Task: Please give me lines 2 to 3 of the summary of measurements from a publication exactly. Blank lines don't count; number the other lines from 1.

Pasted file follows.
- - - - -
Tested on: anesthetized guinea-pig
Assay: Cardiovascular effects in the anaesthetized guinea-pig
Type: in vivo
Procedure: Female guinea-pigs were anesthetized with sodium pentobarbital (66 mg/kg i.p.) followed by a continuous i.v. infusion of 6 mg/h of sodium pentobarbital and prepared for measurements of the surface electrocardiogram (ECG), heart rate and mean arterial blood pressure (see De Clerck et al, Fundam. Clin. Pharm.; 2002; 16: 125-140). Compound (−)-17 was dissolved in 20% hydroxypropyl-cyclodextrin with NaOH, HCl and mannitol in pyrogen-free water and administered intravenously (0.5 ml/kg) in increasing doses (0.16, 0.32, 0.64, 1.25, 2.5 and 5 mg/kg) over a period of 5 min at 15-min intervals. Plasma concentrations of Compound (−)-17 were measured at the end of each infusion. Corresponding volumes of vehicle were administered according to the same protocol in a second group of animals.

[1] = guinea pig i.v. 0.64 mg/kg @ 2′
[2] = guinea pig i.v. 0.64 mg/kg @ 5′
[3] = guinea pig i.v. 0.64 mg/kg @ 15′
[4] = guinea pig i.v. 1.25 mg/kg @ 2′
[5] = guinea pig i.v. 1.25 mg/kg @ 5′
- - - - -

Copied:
Assay: Cardiovascular effects in the anaesthetized guinea-pig
Type: in vivo